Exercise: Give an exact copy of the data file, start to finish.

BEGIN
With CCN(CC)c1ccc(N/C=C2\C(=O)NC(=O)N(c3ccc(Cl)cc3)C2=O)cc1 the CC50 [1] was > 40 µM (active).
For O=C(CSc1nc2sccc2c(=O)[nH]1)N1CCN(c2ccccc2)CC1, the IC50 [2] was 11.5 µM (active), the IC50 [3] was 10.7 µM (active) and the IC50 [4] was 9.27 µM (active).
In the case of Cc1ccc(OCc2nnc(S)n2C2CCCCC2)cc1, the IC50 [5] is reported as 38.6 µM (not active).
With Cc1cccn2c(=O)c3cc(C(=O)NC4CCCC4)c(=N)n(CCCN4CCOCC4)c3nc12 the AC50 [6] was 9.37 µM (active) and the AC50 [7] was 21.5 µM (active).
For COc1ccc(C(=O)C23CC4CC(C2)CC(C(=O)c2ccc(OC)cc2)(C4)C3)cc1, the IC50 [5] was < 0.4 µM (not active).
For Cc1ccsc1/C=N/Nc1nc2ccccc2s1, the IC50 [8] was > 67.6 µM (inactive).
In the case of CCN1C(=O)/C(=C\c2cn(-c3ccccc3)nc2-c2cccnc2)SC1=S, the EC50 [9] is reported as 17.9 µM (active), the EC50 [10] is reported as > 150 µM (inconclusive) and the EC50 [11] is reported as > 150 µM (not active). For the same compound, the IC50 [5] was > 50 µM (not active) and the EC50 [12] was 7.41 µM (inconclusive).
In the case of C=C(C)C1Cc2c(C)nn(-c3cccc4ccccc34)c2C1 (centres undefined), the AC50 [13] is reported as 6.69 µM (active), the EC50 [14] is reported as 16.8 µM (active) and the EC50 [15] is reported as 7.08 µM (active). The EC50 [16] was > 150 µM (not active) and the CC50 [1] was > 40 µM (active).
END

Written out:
With CCN(CC)c1ccc(N/C=C2\C(=O)NC(=O)N(c3ccc(Cl)cc3)C2=O)cc1 the CC50 [1] was > 40 µM (active).
For O=C(CSc1nc2sccc2c(=O)[nH]1)N1CCN(c2ccccc2)CC1, the IC50 [2] was 11.5 µM (active), the IC50 [3] was 10.7 µM (active) and the IC50 [4] was 9.27 µM (active).
In the case of Cc1ccc(OCc2nnc(S)n2C2CCCCC2)cc1, the IC50 [5] is reported as 38.6 µM (not active).
With Cc1cccn2c(=O)c3cc(C(=O)NC4CCCC4)c(=N)n(CCCN4CCOCC4)c3nc12 the AC50 [6] was 9.37 µM (active) and the AC50 [7] was 21.5 µM (active).
For COc1ccc(C(=O)C23CC4CC(C2)CC(C(=O)c2ccc(OC)cc2)(C4)C3)cc1, the IC50 [5] was < 0.4 µM (not active).
For Cc1ccsc1/C=N/Nc1nc2ccccc2s1, the IC50 [8] was > 67.6 µM (inactive).
In the case of CCN1C(=O)/C(=C\c2cn(-c3ccccc3)nc2-c2cccnc2)SC1=S, the EC50 [9] is reported as 17.9 µM (active), the EC50 [10] is reported as > 150 µM (inconclusive) and the EC50 [11] is reported as > 150 µM (not active). For the same compound, the IC50 [5] was > 50 µM (not active) and the EC50 [12] was 7.41 µM (inconclusive).
In the case of C=C(C)C1Cc2c(C)nn(-c3cccc4ccccc34)c2C1 (centres undefined), the AC50 [13] is reported as 6.69 µM (active), the EC50 [14] is reported as 16.8 µM (active) and the EC50 [15] is reported as 7.08 µM (active). The EC50 [16] was > 150 µM (not active) and the CC50 [1] was > 40 µM (active).